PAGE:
“Kaliko,” said the King, in a meek voice, “I’ve been shut up here long enough to repent bitterly the destruction of Tiktok. Of course Ozma will have revenge, and send an army to fight us, but we must take our medicine. One thing comforts me: Tiktok wasn’t really a live person; he was only a machine man, and so it wasn’t very wicked to stop his clockworks. I couldn’t sleep nights, at first, for worry; but there’s no more harm in smashing a machine man than in breaking a wax doll. Don’t you think so?”
“I am too humble to think in the presence of your Majesty,” said Kaliko.
“Then get me something to eat,” commanded the King, “for I’m nearly starved. Two roasted goats, a barrel of cakes and nine mince pies will do me until dinnertime.”
Kaliko bowed and hurried away to the royal kitchen, forgetting Tiktok, who was wandering around in the outer cavern. Suddenly the Nome King looked up and saw the Clockwork Man standing before him, and at the sight the monarch’s eyes grew big and round and he fell a-trembling in every limb.
“Away, grim Shadow!” he cried. “You’re not here, you know; you’re only a hash of cogwheels and springs, lying at the bottom of the black pit. Vanish, thou Vision of the demolished Tiktok, and leave me in peace—for I have bitterly repented!”
“Then beg my pardon,” said Tiktok in a gruff voice, for Kaliko had forgotten to oil the speech works.
But the sound of a voice coming from what he thought a mere vision was too much for the Nome King’s shaken nerves. He gave a yell of fear and rushed from the room. Tiktok followed, so the King bolted through the corridors on a swift run and bumped against Kaliko, who was returning with a tray of things to eat. The sound of the breaking dishes, as they struck the floor, added to the King’s terror and he yelled again and dashed into a great cavern where a thousand Nomes were at work hammering metal.
“Look out! Here comes a phantom clockwork man!” screamed the terrified monarch, and every Nome dropped his tools and made a rush from the cavern, knocking over their King in their mad flight and recklessly trampling upon his prostrate fat body. So, when Tiktok came into the cavern, there was only the Nome King left, and he was rolling upon the rocky floor and howling for mercy, with his eyes fast shut so that he could not see what he was sure was a dreadful phantom that was coming straight toward him.
“It oc-curs to me,” said Tiktok calmly, “that your Maj-es-ty is act-ing like a ba-by I am not a phan-tom. A phan-tom is unreal, while I am the real thing.”
The King rolled over, sat up and opened his eyes.
“Didn’t I smash you to pieces?” he asked in trembling tones.
“Yes,” said Tiktok.
“Then you are nothing but a junk-heap, and this form in which you now appear cannot be real.”
“It is, though,” declared Tiktok. “Kal-i-ko picked up my piec-es and put me to-geth-er a-gain. I’m as good as new, and perhaps bet-ter.”
“That is true, your Majesty,” added Kaliko, who now made his appearance, “and I hope you will forgive me for mending Tiktok. He was quite broken up, after you smashed him, and I found it almost as hard a job to match his pieces as to pick turnips from gooseberry bushes. But I did it,” he added proudly.
“You are forgiven,” announced the Nome King, rising to his feet and drawing a long breath. “I will raise your wages one specto a year, and Tiktok shall return to the Land of Oz loaded with jewels for the Princess Ozma.”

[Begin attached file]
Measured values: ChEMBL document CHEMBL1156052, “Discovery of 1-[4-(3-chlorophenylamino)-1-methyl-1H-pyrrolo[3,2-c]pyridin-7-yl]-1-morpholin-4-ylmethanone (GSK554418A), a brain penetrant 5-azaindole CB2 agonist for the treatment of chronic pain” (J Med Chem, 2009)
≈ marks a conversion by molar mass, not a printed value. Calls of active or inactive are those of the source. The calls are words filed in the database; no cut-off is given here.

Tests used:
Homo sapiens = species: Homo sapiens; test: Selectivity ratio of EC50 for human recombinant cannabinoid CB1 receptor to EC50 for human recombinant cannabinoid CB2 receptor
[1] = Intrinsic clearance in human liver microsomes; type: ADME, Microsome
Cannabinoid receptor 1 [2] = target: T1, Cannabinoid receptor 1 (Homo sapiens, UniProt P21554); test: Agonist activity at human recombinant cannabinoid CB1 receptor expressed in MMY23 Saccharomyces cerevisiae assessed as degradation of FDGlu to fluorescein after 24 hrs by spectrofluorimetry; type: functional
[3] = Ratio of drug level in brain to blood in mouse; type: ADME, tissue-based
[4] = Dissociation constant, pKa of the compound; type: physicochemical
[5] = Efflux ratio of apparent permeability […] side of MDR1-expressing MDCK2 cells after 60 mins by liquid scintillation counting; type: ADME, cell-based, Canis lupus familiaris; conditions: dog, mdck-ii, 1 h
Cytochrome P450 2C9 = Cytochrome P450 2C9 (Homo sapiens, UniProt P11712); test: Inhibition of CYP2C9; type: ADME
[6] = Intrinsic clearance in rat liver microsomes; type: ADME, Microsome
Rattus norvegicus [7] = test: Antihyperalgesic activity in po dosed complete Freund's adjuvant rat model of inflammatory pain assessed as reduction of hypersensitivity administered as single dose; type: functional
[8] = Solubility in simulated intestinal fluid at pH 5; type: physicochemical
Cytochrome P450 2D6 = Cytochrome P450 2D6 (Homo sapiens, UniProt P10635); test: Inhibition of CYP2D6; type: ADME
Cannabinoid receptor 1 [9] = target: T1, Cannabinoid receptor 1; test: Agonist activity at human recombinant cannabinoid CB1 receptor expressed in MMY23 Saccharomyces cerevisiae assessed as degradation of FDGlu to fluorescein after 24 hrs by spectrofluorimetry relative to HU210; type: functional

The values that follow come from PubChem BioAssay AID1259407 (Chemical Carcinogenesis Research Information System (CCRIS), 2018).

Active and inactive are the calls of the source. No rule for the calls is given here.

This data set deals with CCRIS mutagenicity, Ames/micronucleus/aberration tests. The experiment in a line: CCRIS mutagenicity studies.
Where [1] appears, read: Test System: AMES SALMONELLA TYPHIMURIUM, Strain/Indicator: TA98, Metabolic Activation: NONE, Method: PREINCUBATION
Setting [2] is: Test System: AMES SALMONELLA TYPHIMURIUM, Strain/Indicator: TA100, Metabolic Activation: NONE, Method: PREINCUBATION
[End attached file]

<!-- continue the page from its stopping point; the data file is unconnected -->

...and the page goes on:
“That is all right,” said Tiktok. “But what I want to know is, why did you hit me with your mace?”
“Because I was angry,” admitted the King. “When I am angry I always do something that I am sorry for afterward. So I have firmly resolved never to get angry again; unless—unless—”
“Unless what, your Majesty?” inquired Kaliko.
“Unless something annoys me,” said the Nome King. And then he went to his treasure-chamber to get the jewels for Princess Ozma of Oz.- Total nr. of readings: 6,046 Copyright © The author  All Rights Reserved. This story may not be reproduced without the express written permission of the author except for personal use.
Enjoyed that? Then you might like these...
Toilet Paper Caper
A detective solves a mysterious case of missing toilet paper.
By Mathew HeineckeAge range: 6 to 8, 9 to12, Teen Tags: Funny, Modern, Original Reading time: 05 - 10 mins
Dot Helps Out
Dot the cow shows that what a horse can do, she can do too.
By Dorcas WilsonAge range: 3 to 5, 6 to 8 Tags: Funny, Modern, Original Reading time: 01 - 05 mins
Little Robin Redbreast
Robin is more than a match for Pussy-cat. Classic nursery rhyme.
The Tale of Flopsy Bunnies
Flopsy Bunnies, while raiding a rubbish heap of rotting vegetables, fall asleep and are captured by Mr. McGregor who places them in a sack.
By Beatrix PotterAge range: 0 to 2, 3 to 5, 6 to 8 Tags: Classic, Illustrated Reading time: 05 - 10 mins
The Enchanter on the Hill
Powerful enchanter Utgard the Unimpressed spends his days being waited on by his servant Page in his castle on the hill. His comfortable routine is interrupted, however, by an unexpected visitor who turns his world upside-down.
By Diana AlexanderAge range: 6 to 8, 9 to12 Tags: Fairy Tale, Original Reading time: 01 - 05 mins, 05 - 10 mins
Ever wondered what happens when two dragons get married? Find out with this poem.
By Bernard ShawAge range: 6 to 8 Tags: Fairy Tale, Original, Poem Reading time: 01 - 05 mins
- By: L. Frank Baum
- Age range: 6 to 8, 9 to12
- Category: Classic, Fairy Tale, Fantasy, Illustrated
- Reading time: 05 - 10 mins
- Full Catalogue
did anyone read because they saw tiktok